And so, the tale of how the Abraham Lincoln statue came to be in Edinburgh is- in true Scottish fashion- quite a story to be told. I hope I have laid the groundwork for the understanding that there were many Scots who were sympathetic to the abolitionist cause. Frederick Douglass' successful visit to Scotland certainly supports this.

The action of a monument was spurred on when the widow of a Scottish soldier, Mrs. McEwan, had fallen on hard times and went to the U.S. Consulate to request her husband's pension because he had fought in the American Civil War. Yes, you read that correctly. Her husband, a Scot, signed up and went and fought for the Union in the United States. She spoke to the Consul's wife, who in turn, spoke to her husband, the U.S. Consul- Wallace Bruce. What better name can you think of than that for the person responsible for bringing an Abraham Lincoln statue to Edinburgh?! You can't get more Scottish sounding that's for sure. Mr. Bruce was an American whose parents had Scottish heritage and he had a deep love for his birth country and his ancestral country.

Mr. Bruce was so moved by Mrs. McEwan's story, he set about getting the funding for a statue to honour her husband and five other soldiers who also fought in the American Civil War. Some of the funding came from none other than the famous Scottish ex-pat and Gilded Age Industrialist, Andrew Carnegie. Mr. Bruce also secured a plot of land in Old Calton Cemetery.

I am not surprised that Mr. Bruce chose Abraham Lincoln as the way to honour Scots who fought for the American Union. After all, he was (and still very much is) the symbol for the person who fought to keep the States united and issued the Emancipation Proclamation.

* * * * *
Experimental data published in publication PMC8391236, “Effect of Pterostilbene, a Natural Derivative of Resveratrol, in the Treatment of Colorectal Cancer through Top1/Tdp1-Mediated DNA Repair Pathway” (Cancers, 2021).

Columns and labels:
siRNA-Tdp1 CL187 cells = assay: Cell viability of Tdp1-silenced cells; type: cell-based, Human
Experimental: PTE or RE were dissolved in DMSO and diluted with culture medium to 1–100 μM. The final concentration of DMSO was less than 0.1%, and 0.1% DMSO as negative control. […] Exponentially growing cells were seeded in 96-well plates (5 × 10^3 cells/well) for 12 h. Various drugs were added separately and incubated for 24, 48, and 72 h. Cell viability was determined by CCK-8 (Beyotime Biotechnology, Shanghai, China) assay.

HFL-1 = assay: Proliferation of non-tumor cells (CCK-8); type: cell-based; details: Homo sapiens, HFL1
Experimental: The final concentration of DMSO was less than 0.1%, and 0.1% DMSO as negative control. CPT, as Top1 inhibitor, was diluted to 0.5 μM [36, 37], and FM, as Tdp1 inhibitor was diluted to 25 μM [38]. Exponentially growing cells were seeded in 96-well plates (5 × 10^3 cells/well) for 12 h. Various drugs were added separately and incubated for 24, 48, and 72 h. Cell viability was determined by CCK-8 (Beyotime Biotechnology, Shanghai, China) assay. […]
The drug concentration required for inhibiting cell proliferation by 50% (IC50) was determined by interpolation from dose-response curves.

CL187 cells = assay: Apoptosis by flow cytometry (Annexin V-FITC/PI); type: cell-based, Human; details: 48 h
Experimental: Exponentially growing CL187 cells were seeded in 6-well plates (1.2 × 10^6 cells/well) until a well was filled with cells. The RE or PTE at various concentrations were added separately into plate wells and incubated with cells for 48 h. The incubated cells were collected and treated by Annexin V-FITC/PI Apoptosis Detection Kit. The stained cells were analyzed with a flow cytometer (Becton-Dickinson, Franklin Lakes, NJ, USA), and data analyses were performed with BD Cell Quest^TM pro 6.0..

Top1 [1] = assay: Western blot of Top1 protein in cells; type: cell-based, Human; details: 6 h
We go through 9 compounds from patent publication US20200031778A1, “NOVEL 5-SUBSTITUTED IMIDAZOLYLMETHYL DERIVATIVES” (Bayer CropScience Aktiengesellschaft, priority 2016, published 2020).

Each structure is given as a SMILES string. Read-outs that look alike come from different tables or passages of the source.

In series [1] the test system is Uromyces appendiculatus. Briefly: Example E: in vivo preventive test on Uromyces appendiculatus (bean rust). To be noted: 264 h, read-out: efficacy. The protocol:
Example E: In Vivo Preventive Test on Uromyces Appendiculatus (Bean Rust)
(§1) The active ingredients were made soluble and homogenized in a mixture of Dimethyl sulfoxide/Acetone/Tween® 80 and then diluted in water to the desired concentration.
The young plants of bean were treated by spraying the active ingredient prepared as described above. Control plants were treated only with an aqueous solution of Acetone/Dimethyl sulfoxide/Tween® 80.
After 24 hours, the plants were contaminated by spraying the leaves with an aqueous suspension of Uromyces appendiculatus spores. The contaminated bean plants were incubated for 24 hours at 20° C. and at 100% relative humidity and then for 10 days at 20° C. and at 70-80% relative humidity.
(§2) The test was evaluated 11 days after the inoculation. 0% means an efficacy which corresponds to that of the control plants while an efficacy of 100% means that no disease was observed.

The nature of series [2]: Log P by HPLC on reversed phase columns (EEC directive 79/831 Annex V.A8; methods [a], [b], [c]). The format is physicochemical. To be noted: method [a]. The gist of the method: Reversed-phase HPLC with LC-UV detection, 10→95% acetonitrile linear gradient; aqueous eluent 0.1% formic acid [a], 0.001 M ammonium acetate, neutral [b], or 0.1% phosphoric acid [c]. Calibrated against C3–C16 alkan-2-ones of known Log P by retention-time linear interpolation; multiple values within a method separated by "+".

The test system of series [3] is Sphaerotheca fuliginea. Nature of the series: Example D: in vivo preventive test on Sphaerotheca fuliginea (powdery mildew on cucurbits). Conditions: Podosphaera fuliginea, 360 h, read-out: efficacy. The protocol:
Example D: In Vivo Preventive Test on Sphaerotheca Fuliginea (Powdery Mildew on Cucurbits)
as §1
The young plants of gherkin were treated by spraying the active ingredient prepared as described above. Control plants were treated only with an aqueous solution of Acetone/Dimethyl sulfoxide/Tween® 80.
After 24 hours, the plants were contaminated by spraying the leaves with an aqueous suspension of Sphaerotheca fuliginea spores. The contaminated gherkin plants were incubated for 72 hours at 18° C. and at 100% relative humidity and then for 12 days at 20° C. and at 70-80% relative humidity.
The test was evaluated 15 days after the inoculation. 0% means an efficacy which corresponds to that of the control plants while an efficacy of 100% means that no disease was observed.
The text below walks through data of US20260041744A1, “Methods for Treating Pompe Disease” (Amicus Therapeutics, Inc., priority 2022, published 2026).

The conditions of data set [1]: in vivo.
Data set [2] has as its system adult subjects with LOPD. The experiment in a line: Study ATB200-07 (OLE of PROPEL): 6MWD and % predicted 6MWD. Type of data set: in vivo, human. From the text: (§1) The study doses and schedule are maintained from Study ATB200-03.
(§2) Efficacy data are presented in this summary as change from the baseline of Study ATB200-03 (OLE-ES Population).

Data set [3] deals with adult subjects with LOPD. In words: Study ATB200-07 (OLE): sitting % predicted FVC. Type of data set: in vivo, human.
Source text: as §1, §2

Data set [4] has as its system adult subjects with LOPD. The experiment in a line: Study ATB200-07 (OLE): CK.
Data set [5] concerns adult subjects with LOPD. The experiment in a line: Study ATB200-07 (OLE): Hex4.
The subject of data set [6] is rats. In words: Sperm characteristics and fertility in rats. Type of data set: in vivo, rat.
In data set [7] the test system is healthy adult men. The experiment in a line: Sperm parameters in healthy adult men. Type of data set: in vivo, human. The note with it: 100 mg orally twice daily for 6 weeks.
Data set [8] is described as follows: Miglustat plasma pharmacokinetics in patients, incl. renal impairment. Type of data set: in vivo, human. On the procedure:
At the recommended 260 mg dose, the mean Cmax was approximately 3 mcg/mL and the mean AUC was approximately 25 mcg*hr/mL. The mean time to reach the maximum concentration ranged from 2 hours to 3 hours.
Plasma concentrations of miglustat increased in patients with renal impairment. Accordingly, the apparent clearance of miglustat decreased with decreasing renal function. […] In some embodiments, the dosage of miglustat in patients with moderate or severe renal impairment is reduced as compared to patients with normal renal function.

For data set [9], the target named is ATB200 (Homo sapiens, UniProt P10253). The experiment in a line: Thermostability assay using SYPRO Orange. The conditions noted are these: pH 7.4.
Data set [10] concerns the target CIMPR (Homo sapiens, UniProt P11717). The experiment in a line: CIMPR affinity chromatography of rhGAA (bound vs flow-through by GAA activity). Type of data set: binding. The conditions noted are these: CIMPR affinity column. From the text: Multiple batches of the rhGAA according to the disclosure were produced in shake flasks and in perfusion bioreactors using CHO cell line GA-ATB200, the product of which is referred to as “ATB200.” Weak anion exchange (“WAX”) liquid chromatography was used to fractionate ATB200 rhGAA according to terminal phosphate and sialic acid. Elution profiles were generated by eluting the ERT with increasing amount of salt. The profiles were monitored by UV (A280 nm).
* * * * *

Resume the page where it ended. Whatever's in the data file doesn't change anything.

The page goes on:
As I discussed at the beginning of this article, the abolitionist movement was one that Scots believed in and for which many advocated. Therefore, choosing a statue depicting Lincoln and a freed slave was the perfect way to honour Scots who went above and beyond to fight for this message and action of freedom.

There was a great demand to be at the grand unveiling of the monument on the 21st of August 1893, and only those lucky enough to get an entrance pass could attend.The statue is quite majestic. The figures are made of bronze and the base is marble.

So, I hope you have enjoyed this little side adventure through history. I think it well demonstrates the historic bonds that grew after the birth of America between the U.S. and Scotland. Perhaps it will leave you admiring the connection between Frederick Douglass, the Scottish men who bravely fought in the Civil War, and a President who was the embodiment of what it means to be a true American patriot- because I know it does for me.

Until next time- Explore & Discover!

#history #Monuments #HistoricalSites #AbrahamLincoln #CivilWar #ScottishHistory #Abolition #Statues #militaryhistory #Scottishwriters